Many pedestrians in the Greater Toronto area are injured in accidents each year. Pedestrian accidents can be caused by motor vehicle collisions and may involve injuries.
A driver has a duty of care to drive reasonably under the circumstances. When they are negligent and cause injury to a pedestrian as a result, they may be held to be civilly liable for the injuries suffered. Common ways in which a driver may negligently cause an accident include distracted driving, not yielding the right of way to pedestrians who are in crosswalks, speeding, running red lights or traffic signals, not using their turn signals, drunk driving and ignoring weather or road conditions. Drivers owe a heightened duty of care to children, as children are smaller, less likely to be seen and more likely to be hit by cars than are adults.
Pedestrians also owe a duty of care. They must exercise reasonable care and caution in order to protect themselves. Pedestrians should obey traffic and walk signals at intersections. They should use marked crosswalks and avoid darting out in front of oncoming traffic.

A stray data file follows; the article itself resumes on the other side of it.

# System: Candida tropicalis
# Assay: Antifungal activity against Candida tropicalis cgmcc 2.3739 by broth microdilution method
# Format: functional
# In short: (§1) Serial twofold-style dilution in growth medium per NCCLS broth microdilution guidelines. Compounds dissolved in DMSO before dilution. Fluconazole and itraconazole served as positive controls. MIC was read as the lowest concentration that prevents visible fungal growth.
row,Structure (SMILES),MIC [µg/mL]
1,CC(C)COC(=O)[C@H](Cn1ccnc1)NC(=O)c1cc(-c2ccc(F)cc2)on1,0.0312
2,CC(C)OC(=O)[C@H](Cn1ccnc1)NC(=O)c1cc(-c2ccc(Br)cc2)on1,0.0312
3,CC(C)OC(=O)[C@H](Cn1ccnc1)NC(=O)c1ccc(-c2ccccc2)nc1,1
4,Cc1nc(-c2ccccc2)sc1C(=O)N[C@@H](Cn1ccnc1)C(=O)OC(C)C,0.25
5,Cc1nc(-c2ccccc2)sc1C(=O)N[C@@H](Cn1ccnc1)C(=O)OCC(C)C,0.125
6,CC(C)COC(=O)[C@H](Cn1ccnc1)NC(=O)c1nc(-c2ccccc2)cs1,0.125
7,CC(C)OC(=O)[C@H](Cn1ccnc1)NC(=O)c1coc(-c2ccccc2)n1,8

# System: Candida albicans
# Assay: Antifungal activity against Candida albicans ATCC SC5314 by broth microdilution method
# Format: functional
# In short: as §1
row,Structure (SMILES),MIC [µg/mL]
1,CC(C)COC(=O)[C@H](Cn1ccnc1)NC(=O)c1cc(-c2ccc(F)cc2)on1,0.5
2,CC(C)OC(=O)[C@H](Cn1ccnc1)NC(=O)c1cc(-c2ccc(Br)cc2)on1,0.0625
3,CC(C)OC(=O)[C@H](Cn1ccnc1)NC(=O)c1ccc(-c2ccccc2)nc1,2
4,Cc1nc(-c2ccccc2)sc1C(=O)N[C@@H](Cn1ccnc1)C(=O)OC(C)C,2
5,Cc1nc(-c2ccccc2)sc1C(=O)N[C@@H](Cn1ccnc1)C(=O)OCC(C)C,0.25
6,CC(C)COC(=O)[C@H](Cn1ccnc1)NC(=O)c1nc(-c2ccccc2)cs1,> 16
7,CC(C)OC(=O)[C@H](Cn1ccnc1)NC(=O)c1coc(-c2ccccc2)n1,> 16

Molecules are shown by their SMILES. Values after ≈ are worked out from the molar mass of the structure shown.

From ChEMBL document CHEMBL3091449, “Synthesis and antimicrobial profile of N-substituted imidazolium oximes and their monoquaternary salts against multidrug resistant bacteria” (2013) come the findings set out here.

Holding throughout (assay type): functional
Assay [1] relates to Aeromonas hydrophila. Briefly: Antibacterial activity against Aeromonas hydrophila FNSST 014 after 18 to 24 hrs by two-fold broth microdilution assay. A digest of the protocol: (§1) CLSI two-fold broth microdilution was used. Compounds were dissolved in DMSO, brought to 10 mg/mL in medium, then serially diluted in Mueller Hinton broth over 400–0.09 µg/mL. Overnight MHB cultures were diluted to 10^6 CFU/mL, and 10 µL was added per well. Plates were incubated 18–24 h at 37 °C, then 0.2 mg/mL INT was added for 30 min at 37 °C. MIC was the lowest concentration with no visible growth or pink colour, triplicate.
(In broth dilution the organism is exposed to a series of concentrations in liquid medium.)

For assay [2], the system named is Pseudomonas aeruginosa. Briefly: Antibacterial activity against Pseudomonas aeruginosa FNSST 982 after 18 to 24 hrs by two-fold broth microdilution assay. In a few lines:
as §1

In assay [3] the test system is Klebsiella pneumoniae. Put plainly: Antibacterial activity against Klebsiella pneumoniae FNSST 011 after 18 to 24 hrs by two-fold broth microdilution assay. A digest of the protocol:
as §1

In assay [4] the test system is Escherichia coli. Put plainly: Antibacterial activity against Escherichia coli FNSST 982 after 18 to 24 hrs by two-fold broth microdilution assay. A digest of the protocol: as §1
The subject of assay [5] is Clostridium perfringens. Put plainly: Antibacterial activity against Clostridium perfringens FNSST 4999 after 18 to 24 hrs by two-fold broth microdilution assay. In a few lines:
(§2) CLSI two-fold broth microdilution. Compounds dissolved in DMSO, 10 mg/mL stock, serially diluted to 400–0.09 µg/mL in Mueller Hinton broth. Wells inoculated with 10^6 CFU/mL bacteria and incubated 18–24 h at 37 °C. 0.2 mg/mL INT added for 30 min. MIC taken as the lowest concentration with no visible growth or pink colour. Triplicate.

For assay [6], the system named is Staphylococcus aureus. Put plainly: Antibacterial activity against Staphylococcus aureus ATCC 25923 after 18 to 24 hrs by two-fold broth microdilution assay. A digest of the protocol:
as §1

When a person is seriously injured in a pedestrian accident, he or she may have grounds for a personal injury claim against the driver in the event that the driver was negligent. By filing a personal injury lawsuit, injured victims may be able to hold the driver civilly liable and could collect damages for losses the pedestrian suffered. In some cases, the driver of a vehicle will attempt to blame the pedestrian for the accident by accusing him or her of causing it through his or her own negligence. Pedestrians may wish to consult with a personal injury lawyer about their circumstances.
Source: Findlaw, “Pedestrian Accidents Overview“, November 20, 2014